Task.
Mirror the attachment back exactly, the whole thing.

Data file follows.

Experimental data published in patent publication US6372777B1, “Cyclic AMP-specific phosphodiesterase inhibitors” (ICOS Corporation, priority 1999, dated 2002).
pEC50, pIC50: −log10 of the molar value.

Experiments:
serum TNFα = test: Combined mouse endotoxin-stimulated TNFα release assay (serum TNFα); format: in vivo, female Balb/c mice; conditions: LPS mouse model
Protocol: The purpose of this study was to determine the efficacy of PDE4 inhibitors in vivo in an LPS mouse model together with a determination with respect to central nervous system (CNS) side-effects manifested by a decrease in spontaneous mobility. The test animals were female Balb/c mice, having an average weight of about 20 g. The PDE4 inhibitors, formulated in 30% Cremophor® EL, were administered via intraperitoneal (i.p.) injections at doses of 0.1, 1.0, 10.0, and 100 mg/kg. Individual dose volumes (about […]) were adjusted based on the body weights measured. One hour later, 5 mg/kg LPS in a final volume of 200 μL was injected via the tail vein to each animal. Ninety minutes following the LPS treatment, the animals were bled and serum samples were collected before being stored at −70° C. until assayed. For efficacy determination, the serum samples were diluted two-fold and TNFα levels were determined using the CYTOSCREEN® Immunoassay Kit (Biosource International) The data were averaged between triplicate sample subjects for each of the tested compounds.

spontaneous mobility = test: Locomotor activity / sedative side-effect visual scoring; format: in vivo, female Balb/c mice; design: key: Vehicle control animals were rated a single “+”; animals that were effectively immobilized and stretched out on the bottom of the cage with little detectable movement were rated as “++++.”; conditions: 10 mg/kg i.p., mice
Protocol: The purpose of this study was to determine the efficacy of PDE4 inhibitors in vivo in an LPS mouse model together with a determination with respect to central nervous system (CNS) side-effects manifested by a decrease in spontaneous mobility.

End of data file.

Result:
Experimental data published in patent publication US6372777B1, “Cyclic AMP-specific phosphodiesterase inhibitors” (ICOS Corporation, priority 1999, dated 2002).
pEC50, pIC50: −log10 of the molar value.

Experiments:
serum TNFα = test: Combined mouse endotoxin-stimulated TNFα release assay (serum TNFα); format: in vivo, female Balb/c mice; conditions: LPS mouse model
Protocol: The purpose of this study was to determine the efficacy of PDE4 inhibitors in vivo in an LPS mouse model together with a determination with respect to central nervous system (CNS) side-effects manifested by a decrease in spontaneous mobility. The test animals were female Balb/c mice, having an average weight of about 20 g. The PDE4 inhibitors, formulated in 30% Cremophor® EL, were administered via intraperitoneal (i.p.) injections at doses of 0.1, 1.0, 10.0, and 100 mg/kg. Individual dose volumes (about […]) were adjusted based on the body weights measured. One hour later, 5 mg/kg LPS in a final volume of 200 μL was injected via the tail vein to each animal. Ninety minutes following the LPS treatment, the animals were bled and serum samples were collected before being stored at −70° C. until assayed. For efficacy determination, the serum samples were diluted two-fold and TNFα levels were determined using the CYTOSCREEN® Immunoassay Kit (Biosource International) The data were averaged between triplicate sample subjects for each of the tested compounds.

spontaneous mobility = test: Locomotor activity / sedative side-effect visual scoring; format: in vivo, female Balb/c mice; design: key: Vehicle control animals were rated a single “+”; animals that were effectively immobilized and stretched out on the bottom of the cage with little detectable movement were rated as “++++.”; conditions: 10 mg/kg i.p., mice
Protocol: The purpose of this study was to determine the efficacy of PDE4 inhibitors in vivo in an LPS mouse model together with a determination with respect to central nervous system (CNS) side-effects manifested by a decrease in spontaneous mobility.